OUTLIERS IN WASHINGTON
Outliers and American Vanguard Art is the first major exhibition to explore the key moments in American art history when avant-garde artists and outsiders intersected, and how their interchanges ushered in new paradigms based on inclusion, integration, and assimilation.
On view in the East Building of the National Gallery of Art, Washington, from January 28 through May 13, 2018, the exhibition brings together some 250 works in a range of media by more than 80 schooled and unschooled artists, such as Henry Darger, William Edmondson, Lonnie Holley, Greer Lankton, Sister Gertrude Morgan, Matt Mullican, Horace Pippin, Martín Ramírez, Betye Saar, Judith Scott, Charles Sheeler, Cindy Sherman, and Bill Traylor.
Spanning more than a century, paintings, sculptures, works on paper, photographs, books, and mixed-media assemblages are organized into three sections, each of which focuses on a distinct period when artists, art institutions, and audiences engaged intensively with the work of self-taught artists, or autodidacts: c. 1924–1943; c. 1968–1992; and c. 1998–2013. These pivotal periods of social, political, and cultural upheaval stimulated artistic interchanges that challenged or erased traditional hierarchies. While the show’s first two sections historicize the evolving identities and roles of the distinctly American versions of modernism’s “other,” the last section proposes models for exhibiting art created on the periphery with that of the mainstream in ways that differ from today’s prevalent approaches. Beyond bringing to light little-known or overlooked artists, Outliers and American Vanguard Art probes prevailing assumptions about creativity, artistic practice, and the role of the artist in contemporary culture.
Below there’s a brief preview of the various sections:
The first section of Outliers and American Vanguard Art concentrates on the years leading up and into World War II, when an interest in historic folk art developed in tandem with nativist desires to define a distinctively American cultural identity. Early American Art, an exhibition held in 1924 at the Whitney Studio Club (the predecessor to the Whitney Museum of American Art), comprised objects lent by artists such as Yasuo Kuniyoshi and Charles Sheeler, exemplifying the enthusiasm of credentialed artists for the work of their self-taught peers and predecessors. The first gallery features one of the most revered folk art paintings of the day, the Gansevoort Limner’s portrait of Miss Van Alen (c.1735), a reproduction of which hung in Sheeler’s home.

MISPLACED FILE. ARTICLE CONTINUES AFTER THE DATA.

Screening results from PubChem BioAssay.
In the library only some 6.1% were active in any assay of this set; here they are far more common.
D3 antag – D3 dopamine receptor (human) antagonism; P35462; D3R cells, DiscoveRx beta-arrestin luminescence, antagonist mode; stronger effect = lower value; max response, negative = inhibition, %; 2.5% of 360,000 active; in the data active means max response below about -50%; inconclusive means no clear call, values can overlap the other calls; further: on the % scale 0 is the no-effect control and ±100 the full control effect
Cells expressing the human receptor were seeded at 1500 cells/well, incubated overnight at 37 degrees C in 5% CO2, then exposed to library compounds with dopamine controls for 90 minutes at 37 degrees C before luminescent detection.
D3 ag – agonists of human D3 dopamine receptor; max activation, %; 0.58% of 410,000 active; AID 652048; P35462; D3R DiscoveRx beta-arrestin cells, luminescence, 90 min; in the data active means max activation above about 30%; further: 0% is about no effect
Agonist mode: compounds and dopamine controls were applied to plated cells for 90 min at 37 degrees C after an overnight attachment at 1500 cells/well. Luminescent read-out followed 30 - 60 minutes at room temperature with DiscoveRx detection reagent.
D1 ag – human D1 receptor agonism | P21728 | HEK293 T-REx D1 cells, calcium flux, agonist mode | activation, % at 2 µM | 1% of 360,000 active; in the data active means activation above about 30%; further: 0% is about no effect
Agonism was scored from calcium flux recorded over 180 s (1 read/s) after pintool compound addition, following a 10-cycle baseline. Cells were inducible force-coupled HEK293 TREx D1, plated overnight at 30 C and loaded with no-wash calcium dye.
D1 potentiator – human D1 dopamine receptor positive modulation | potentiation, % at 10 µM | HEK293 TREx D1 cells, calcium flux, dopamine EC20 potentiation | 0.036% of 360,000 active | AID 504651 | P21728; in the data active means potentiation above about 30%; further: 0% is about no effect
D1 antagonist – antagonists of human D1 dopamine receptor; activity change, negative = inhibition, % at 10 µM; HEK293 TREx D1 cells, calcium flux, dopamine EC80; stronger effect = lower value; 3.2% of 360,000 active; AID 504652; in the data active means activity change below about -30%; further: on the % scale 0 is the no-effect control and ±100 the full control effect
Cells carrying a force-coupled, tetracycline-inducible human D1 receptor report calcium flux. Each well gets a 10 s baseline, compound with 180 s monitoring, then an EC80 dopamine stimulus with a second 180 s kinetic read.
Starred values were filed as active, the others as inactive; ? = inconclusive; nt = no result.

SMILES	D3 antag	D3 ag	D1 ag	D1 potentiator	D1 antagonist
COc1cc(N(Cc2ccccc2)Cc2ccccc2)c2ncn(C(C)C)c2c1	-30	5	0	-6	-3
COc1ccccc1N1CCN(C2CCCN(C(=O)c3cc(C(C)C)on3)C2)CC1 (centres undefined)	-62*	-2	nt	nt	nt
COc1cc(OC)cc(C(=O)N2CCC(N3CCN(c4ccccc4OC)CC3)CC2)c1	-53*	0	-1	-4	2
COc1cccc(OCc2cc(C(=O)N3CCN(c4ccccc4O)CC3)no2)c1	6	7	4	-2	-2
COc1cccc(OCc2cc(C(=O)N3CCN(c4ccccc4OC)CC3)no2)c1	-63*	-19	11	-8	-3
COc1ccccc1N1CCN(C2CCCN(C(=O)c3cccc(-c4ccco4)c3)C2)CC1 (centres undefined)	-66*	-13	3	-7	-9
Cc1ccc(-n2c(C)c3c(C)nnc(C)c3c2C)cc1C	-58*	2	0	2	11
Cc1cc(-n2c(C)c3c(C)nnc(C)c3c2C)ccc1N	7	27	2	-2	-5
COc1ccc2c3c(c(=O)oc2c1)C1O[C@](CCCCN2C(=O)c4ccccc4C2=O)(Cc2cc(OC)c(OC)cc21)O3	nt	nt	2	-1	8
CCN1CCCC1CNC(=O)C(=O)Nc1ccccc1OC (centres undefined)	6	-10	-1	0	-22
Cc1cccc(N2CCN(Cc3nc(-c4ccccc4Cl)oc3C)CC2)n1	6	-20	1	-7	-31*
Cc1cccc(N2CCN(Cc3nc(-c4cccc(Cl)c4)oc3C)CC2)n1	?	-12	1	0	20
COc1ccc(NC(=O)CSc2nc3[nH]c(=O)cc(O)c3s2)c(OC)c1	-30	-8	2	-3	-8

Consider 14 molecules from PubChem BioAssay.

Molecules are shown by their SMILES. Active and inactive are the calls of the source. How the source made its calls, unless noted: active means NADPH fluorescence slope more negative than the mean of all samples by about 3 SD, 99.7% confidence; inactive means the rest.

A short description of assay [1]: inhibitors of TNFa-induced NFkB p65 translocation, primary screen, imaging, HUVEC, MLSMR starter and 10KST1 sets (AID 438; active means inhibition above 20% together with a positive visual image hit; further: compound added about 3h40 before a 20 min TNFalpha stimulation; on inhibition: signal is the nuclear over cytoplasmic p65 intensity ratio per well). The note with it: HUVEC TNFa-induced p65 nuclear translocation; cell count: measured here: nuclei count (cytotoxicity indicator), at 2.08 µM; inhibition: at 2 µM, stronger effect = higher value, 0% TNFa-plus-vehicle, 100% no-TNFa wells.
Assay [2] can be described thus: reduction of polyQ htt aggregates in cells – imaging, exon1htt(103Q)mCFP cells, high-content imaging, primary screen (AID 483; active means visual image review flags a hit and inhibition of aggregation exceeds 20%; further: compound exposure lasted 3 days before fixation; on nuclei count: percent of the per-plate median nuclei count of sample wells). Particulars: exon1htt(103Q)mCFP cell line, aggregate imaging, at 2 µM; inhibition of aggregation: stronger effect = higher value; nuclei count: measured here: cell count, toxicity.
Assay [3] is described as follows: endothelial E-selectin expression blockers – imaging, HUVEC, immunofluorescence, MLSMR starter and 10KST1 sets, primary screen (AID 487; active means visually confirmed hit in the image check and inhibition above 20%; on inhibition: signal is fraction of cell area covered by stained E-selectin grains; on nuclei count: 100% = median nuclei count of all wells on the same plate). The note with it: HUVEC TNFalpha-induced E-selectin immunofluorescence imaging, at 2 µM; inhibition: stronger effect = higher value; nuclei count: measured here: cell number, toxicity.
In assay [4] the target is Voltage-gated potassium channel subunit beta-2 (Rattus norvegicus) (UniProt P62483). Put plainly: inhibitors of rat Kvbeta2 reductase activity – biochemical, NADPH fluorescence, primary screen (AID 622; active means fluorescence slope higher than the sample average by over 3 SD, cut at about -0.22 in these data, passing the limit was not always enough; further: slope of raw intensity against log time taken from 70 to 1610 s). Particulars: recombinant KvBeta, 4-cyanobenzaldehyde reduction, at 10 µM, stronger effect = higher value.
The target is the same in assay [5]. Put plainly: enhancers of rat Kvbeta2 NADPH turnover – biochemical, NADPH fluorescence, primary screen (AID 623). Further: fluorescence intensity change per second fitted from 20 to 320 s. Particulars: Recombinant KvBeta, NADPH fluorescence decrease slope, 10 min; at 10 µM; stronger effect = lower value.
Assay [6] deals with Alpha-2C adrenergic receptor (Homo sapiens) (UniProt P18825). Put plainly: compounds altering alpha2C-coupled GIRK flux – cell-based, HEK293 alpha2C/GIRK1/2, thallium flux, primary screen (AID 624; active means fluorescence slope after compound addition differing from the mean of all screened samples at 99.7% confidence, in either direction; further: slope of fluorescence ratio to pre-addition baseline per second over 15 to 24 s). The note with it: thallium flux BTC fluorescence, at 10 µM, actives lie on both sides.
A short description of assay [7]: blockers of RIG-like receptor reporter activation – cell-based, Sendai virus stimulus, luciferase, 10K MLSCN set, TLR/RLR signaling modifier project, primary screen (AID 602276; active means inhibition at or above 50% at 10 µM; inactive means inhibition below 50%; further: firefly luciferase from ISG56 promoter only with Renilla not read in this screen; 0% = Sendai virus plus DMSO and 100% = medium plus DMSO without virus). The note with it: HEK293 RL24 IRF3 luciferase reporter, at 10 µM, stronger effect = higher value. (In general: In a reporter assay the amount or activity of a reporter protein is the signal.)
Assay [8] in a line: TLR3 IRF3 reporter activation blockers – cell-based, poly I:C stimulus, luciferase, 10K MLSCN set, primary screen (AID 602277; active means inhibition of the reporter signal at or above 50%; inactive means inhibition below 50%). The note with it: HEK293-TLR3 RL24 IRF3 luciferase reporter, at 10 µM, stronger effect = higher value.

Presented in conjunction with paintings and photographs by Sheeler and Kuniyoshi are works by a cohort of artists variously drawn to modes of “primitivizing.”
This section also contains paintings and sculptures featured by Alfred H. Barr Jr., the founding director of the MoMA, in exhibitions he organized in an effort to establish the crucial role of the “modern primitive” in the burgeoning narratives of modernist art. Alongside European artists such as Henri Rousseau and Séraphine Louis, Barr promoted their contemporary American counterparts: John Kane, Horace Pippin, Patrociño Barela, and Morris Hirshfield, among others, placing the autodidacts on par with traditionally trained artists. With the rise of abstract expressionism in the aftermath of World War II, works by self-taught artists were seldom seen in East Coast institutions dedicated to modern and contemporary art in succeeding decades.
Following the rise of the civil rights, feminist, antiwar, and gay rights movements and the efflorescence of the counterculture, the art world once again became highly receptive to the art of outliers. In the 1970s, the most dynamic interchanges took place in the Midwest, South, and California in response to the period’s reconfiguration of ‘otherness’ to encompass those disenfranchised by race, class, gender, or ethnicity. The first gallery in this section focuses on a variety of autodidacts, including Joseph Yoakum, Drossos P. Skyllas, P. M. Wentworth, and Martín Ramírez, esteemed by Chicago imagists Jim Nutt, Gladys Nilsson, Barbara Rossi, Christina Ramberg, Roger Brown, and their peers (whose works are also on view). The imagists, a group of alumni from the School of the Art Institute of Chicago, admired these “undiscovered” artists for the aesthetic qualities of their work and, above all, as role models for their independent pursuit of an inwardly driven creative expression.